Govt nod for natural gas exploration in areas allotted to Coal India1 min read . Updated: 12 Apr 2018, 05:47 AM IST
The cabinet committee on economic affairs (CCEA) approved exploration and production from areas allotted to state-run Coal India Ltd
Mumbai/Bengaluru: In what will help expand India’s coal bed methane (CBM) sector, the cabinet committee on economic affairs (CCEA) on Wednesday approved exploration and production from areas allotted to state-run Coal India Ltd (CIL)—the world’s largest coal miner—and its subsidiaries.
The decision will help India’s natural gas production and reduce the demand-supply gap in the country. It comes in the backdrop of India putting in place a new energy architecture, with CIL’s diversification drive focusing on setting up coal-to-methanol projects and coal gasification projects.
India has been pushing for a gas-based economy. As the world’s fourth-largest liquefied natural gas (LNG) importer, it has been trying to leverage the glut in global LNG supplies to renegotiate its contracts. India imported 19 million metric tonnes of LNG in 2016-17 to meet its domestic demand.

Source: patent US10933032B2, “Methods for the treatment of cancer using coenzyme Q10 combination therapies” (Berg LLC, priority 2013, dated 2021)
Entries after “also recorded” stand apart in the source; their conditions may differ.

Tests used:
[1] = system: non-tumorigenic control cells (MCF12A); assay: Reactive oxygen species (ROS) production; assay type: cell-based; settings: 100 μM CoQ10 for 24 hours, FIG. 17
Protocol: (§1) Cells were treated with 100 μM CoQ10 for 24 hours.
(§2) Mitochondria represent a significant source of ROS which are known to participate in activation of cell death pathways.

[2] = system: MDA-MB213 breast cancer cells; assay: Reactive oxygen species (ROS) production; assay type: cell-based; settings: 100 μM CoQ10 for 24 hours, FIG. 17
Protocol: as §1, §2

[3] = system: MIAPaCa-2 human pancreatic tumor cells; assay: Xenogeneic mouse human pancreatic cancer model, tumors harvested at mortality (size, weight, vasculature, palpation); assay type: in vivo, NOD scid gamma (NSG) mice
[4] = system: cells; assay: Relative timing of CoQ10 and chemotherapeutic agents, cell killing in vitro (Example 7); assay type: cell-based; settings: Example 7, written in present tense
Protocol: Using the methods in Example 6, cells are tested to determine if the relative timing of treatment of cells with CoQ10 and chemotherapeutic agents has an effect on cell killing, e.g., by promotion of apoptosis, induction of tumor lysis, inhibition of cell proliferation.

In another decision, the cabinet gave its approval to a preliminary pact between India and the UK on the return of illegal migrants—seen as a major bone of contention between the two countries.
“The MoU (memorandum of understanding) will facilitate visa-free entry for holders of diplomatic passports as well as liberalization of the UK visa regime for those who are travelling to the UK legally," a government statement issued on Wednesday said. “It will ensure the return of persons who have no lawful basis to be in the territory of the other party after verification of nationality to its satisfaction," the statement added.
“It will help in streamlining the procedure of return of nationals who are caught staying illegally... in a specified time frame," it added without giving details about the time frame.
According to a person familiar with the development, India will commit to verifying —within a specific time frame —whether people identified as illegal Indians are actually its nationals or not. “Most times people identified as Indians are actually not Indians but South Asians," said the person, who did not wish to be named.
“We have not been told how many Indian nationals are in the UK without relevant papers but the UK Home Office says the number is in the thousands. Our point is that the question of illegal migration should not stand in the way of the UK giving visas to genuine Indian travellers, businessmen etc.," the person added.